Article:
Sunday, February 3, 2008

The small intestine

Open your hand and put it flat against your belly button, with your thumb pointing up to your waist and your pinkie pointing down. Your hand is now covering most of the relatively small space into which your 20-foot-long small (20 feet? small?) intestine is neatly coiled. When the soupy, partially-digested chyme spills from your stomach into this part of the digestive tube, a whole new set of gastric juices are released. These include:
  • Pancreatic and intestinal enzymes that finish the digestion of proteins into amino acids
  • Bile, a greenish liquid (made in the liver and stored in the gallbladder) that enables fats to mix with water
  • Alkaline pancreatic juices that make the chyme less acidic so that amylases (the enzymes that break down carbohydrates) can go back to work separating complex carbohydrates into simple sugars
  • Intestinal alcohol dehydrogenase, which digests alcohol not previously absorbed into your bloodstream While these chemicals are working, contractions of the small intestine continue to move the food mass down through the tube so that your body can absorb sugars, amino acids, fatty acids, vitamins, and minerals into cells in the intestinal wall.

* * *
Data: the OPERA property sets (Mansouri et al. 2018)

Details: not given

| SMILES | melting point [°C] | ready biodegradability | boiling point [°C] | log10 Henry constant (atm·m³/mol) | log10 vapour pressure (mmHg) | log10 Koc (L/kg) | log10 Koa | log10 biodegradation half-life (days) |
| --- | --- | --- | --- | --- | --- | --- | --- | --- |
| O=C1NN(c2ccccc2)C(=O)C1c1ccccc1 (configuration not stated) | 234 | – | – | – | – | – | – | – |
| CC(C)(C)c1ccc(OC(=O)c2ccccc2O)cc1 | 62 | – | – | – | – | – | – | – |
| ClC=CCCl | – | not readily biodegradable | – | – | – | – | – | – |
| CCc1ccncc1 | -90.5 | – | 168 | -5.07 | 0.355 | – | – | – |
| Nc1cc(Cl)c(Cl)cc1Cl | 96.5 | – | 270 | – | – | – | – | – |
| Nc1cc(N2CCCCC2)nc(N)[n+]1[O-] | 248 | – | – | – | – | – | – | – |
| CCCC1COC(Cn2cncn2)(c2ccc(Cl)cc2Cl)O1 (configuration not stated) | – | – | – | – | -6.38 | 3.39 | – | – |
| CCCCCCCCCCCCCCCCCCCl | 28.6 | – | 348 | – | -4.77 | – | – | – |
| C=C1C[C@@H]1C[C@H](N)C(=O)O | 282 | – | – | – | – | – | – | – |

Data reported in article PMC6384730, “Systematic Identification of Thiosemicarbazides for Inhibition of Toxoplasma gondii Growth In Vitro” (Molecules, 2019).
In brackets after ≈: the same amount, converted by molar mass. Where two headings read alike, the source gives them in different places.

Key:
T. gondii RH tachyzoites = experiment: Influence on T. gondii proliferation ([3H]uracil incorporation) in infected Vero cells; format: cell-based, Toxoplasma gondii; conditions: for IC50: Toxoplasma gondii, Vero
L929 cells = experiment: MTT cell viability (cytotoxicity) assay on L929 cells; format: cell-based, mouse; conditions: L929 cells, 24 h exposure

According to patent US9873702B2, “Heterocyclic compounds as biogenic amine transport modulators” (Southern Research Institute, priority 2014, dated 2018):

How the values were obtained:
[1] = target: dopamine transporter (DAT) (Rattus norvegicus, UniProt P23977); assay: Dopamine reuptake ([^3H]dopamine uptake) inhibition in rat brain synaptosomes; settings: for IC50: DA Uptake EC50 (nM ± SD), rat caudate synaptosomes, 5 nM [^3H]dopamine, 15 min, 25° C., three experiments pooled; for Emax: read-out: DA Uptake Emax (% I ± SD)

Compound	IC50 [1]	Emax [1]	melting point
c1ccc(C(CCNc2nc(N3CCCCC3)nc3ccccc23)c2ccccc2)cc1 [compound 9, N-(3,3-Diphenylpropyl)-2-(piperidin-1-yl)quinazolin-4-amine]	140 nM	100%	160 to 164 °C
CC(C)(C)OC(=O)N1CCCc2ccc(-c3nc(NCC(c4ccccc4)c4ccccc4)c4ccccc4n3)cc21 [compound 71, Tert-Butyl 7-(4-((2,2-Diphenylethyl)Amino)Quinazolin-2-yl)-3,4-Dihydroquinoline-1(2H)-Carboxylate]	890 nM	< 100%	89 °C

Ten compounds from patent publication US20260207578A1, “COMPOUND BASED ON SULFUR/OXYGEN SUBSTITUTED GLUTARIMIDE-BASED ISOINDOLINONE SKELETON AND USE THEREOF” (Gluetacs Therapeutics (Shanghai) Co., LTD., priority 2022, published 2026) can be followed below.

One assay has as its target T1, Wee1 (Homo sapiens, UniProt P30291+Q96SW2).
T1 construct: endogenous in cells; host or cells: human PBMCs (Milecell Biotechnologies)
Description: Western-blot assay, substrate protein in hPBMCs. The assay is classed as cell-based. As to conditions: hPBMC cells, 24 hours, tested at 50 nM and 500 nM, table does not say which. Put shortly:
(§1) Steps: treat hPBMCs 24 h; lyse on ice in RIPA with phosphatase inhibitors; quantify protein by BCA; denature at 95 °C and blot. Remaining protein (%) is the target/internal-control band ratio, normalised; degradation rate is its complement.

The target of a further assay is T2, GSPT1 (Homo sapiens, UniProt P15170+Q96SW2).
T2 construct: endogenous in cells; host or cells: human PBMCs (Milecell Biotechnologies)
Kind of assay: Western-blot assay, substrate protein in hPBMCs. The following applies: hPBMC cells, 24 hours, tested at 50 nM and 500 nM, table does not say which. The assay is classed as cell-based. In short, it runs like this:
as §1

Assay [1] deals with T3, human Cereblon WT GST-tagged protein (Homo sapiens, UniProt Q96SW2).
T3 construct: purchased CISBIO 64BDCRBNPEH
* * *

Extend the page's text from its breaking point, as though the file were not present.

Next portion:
The lining of the small intestine is a series of folds covered with projections that have been described as “finger-like” or “small nipples.” The technical name for these small fingers/nipples is villi. Each villus is covered with smaller projections called microvilli, and every villus and microvillus is programmed to accept a specific nutrient — and no other. Nutrients are absorbed not in their order of arrival in the intestine but according to how fast they’re broken down into their basic parts:
  • Carbohydrates — which separate quickly into single sugar units — are absorbed first.
  • Proteins (as amino acids) go next.
  • Fats — which take longest to break apart into their constituent fatty acids — are last. That’s why a high-fat meal keeps you feeling fuller longer than a meal such as chow mein or plain tossed salad, which are mostly low-fat carbohydrates.
  • Vitamins that dissolve in water are absorbed earlier than vitamins that dissolve in fat.
After you’ve digested your food and absorbed its nutrients through your small intestine:
  • Amino acids, sugars, vitamin C, the B vitamins, iron, calcium, and magnesium are carried through the bloodstream to your liver, where they are processed and sent out to the rest of the body.
  • Fatty acids, cholesterol, and vitamins A, D, E, and K go into the lymphatic system and then into the blood. They, too, end up in the liver, are processed, and are shipped out to other body cells. Inside the cells, nutrients are metabolized, or burned for heat and energy or used to build new tissues. The metabolic process that gives you energy is called catabolism (from katabole, the Greek word for casting down). The metabolic process that uses nutrients to build new tissues is called anabolism (from anabole, the Greek word for raising up).
How the body uses nutrients for energy and new tissues is, alas, a subject for another chapter. In fact, this subject is enough to fill seven different chapters, each devoted to a specific kind of nutrient.

No comments: